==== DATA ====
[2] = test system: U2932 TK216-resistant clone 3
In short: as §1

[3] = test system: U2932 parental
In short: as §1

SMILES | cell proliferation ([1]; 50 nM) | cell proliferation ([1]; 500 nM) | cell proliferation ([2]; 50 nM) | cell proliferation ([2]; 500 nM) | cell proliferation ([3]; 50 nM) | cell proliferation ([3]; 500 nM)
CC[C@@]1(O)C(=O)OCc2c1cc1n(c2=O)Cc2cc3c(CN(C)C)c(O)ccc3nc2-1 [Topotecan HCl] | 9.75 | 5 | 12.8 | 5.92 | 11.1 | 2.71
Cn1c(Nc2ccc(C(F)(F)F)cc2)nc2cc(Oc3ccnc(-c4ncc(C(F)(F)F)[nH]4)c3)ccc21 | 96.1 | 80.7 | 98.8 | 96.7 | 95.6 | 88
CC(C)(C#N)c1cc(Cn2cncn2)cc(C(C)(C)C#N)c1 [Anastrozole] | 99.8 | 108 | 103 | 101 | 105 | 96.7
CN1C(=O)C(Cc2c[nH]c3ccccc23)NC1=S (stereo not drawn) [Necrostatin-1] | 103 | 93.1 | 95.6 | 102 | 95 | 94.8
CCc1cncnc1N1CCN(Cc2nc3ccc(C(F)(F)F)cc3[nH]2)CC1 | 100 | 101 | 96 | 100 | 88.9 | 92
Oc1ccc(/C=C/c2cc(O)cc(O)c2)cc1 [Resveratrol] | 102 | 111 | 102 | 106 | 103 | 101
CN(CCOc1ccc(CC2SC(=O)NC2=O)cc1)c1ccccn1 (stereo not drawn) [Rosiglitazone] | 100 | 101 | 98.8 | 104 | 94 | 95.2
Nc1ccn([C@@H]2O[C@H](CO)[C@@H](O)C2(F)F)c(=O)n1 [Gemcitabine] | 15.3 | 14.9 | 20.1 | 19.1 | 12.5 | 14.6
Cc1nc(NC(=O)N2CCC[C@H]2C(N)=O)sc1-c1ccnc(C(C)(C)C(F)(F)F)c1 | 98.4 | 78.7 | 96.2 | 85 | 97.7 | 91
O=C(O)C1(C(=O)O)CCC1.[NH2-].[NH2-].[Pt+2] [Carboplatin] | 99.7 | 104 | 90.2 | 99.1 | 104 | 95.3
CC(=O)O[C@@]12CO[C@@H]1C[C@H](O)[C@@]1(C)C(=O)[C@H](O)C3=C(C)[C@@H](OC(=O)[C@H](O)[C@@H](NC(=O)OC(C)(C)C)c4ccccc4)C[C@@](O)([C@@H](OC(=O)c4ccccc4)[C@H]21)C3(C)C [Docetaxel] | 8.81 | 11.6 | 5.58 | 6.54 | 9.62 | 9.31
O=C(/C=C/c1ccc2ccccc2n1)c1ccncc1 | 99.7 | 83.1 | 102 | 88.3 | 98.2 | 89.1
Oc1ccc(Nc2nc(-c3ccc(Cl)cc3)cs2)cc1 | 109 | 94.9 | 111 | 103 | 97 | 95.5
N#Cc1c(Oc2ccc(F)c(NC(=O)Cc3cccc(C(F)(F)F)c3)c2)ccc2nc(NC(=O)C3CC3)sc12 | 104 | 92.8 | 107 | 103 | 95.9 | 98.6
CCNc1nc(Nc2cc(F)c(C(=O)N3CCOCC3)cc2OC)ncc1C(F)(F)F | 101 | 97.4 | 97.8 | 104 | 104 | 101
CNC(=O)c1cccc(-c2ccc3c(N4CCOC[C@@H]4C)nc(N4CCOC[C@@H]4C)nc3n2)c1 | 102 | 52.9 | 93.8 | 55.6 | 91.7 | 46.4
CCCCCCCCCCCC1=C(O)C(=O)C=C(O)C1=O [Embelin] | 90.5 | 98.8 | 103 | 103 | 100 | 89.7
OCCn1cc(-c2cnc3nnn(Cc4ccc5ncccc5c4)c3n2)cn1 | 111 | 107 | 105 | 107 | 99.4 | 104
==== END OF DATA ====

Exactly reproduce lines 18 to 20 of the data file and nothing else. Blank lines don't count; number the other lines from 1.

Oc1ccc(Nc2nc(-c3ccc(Cl)cc3)cs2)cc1 | 109 | 94.9 | 111 | 103 | 97 | 95.5
N#Cc1c(Oc2ccc(F)c(NC(=O)Cc3cccc(C(F)(F)F)c3)c2)ccc2nc(NC(=O)C3CC3)sc12 | 104 | 92.8 | 107 | 103 | 95.9 | 98.6
CCNc1nc(Nc2cc(F)c(C(=O)N3CCOCC3)cc2OC)ncc1C(F)(F)F | 101 | 97.4 | 97.8 | 104 | 104 | 101